Add some relaxation to your office or home with a 3D printed Japanese Water Fountain. The Seattle-based maker and engineer Jeremy Elson recently became inspired by a Shishi Odoshi fountain, and decided to create his own 3D printed miniature version.
In Japanese-style gardens across the world, Shishi Odoshi “Deer Scarer” water fountains create a soothing stream that can calm even the most cluttered of minds (unless, of course, you’re a deer). Usually made with bamboo and a water pump, the tranquil nature of these fountains make them the perfect addition to any garden, backyard or even work desk!
In fact, you can create a miniaturized version of this Japanese water fountain with your 3D printer, along with some other easy-to-source parts. Created by Seattle-based maker and engineer Jeremy Elson, his “Deer Scarer” Japanese water fountain uses a water pump and reservoir to create a mediative cycle of water. As you can tell by the name, the practical application of this fountain is to scare away deer with the splashing water sound a noise, preventing them from chowing down on your garden.
This miniaturized version might not scare away garden predators, but it will make a great addition to your home or workplace. Let’s take a look at what you need to 3D print your own Shishi Odoshi water fountain.
There are four different parts that you’ll need to 3D print, including the base, fountain tube and supply line. The STL files for the fully functional Shishi Odoshi “Deer Scarer” Japanese Water Fountain can be download for free on Thingiverse. You might want to consider using PETG or a similar material that is water-proof. Other than that, here are the other parts you’ll need to complete this zen-like project:
Let’s start with the 3D printing process, which Elson details in his Thingiverse post. The maker suggests printing the main tube at around 70 percent infill, which is important because the bottom of the tube will act as a counterweight to the rest of the fountain. The rest of the 3D printed parts can be printed with 20 percent infill.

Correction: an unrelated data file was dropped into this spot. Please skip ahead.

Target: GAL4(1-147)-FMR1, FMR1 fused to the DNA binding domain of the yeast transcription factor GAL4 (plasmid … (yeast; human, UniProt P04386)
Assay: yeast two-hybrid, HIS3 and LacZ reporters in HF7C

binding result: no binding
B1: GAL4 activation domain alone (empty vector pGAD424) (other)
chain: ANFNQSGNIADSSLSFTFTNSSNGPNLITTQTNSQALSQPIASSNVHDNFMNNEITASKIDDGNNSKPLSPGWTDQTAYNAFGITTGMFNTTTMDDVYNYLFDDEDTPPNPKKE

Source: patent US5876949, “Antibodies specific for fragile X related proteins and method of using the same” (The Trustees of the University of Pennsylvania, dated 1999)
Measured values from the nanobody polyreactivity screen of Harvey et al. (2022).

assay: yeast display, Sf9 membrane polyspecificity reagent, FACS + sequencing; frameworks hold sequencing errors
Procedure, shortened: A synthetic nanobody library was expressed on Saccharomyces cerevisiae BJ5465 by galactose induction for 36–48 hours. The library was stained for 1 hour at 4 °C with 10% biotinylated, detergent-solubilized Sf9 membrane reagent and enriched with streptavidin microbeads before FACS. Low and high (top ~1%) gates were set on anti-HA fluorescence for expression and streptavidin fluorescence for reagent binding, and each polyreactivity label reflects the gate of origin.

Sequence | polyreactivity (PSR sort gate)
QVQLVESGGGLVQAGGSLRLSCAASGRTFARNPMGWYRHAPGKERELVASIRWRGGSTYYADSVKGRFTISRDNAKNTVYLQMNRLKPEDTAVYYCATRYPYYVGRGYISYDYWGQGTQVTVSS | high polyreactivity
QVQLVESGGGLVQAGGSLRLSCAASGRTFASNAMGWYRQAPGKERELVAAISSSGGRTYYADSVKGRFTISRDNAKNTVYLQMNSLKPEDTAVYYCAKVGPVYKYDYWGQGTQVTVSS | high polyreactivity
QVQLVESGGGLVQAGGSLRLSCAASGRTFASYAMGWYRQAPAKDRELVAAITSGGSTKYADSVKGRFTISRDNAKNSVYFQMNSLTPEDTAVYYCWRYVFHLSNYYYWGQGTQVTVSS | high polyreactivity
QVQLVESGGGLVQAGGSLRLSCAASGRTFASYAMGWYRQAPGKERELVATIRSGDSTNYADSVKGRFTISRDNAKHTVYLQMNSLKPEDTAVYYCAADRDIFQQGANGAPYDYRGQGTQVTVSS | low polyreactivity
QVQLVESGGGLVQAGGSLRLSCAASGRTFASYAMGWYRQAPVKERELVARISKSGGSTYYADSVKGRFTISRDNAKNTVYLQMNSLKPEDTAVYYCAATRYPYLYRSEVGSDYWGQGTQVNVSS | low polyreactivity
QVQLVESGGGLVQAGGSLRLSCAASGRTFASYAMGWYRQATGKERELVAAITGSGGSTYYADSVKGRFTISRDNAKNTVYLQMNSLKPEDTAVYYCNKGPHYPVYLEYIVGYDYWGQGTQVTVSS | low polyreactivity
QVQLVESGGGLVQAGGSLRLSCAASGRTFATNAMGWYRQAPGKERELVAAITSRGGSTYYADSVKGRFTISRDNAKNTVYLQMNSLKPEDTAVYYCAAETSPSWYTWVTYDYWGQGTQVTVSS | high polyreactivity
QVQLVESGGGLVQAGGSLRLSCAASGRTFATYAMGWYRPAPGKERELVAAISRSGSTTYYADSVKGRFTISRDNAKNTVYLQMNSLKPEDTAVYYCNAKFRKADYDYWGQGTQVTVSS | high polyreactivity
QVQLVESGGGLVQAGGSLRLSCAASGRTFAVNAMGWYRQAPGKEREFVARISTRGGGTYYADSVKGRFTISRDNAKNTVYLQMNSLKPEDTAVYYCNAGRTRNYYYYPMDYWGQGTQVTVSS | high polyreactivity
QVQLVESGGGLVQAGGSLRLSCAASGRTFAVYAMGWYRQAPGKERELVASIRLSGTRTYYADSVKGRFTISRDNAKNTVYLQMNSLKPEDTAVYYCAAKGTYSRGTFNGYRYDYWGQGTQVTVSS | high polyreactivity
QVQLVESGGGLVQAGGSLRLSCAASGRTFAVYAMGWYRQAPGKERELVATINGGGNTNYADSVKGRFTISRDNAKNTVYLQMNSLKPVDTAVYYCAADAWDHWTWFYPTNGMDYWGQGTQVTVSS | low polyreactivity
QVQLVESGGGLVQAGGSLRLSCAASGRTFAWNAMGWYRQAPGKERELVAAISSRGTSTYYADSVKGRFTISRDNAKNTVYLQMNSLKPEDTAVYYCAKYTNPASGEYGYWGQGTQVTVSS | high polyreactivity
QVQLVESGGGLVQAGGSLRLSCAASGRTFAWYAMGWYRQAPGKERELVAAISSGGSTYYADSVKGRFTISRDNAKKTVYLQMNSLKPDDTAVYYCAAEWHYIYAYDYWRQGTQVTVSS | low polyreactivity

The assembly process is quite simple, but requires a few steps before your fountain will start running. First, you’ll place the 3D printed mounting bracket over the water pump and spread the silicone sealant around the outside of the pump’s inlet port. Next, insert the pump into the 3D printed reservoir, fastening it in with the M3x12mm screws through the outside of the base. There should by M3 washers placed in between the screw head and plastic base, as well as between the nut and pump bracket.
In order to keep water from leaking out, place more sealant around the inlet port. Next, take the vinyl tubing and cut a strip that’s about 10 inches in length. Push an end of the tube into the inlet hole deep enough that it’s securely mounted. Take some more sealant and distribute the sealant around the entrance where the vinyl tube has been inserted.
The following step is to place the square-shaped water ride tube into the top of the base, once again spreading sealant on the bottom of the riser. At this point, you’ll want to wait between 24 to 72 hours for the sealant to fully cure before moving on to the final stages of this project. Once the sealant is properly cured, attach the free end of the vinyl water tube to the outlet port on the pump. There are two 3D printed support struts that will be inserted into the side hinge holes of the main tube. Finally, cut the end of the power adapter off and strip the wires in order to attach them to the pump (blue=positive, brown=negative).
All that’s left now if filling the reservoir with water and plugging in the fountain! Sit back, relax, and enjoy the relaxing sounds of your DIY Japanese water fountain!
License: The text of "Weekend Project: 3D Print a Majestic Japanese Water Fountain" by All3DP is licensed under a Creative Commons Attribution 4.0 International License.
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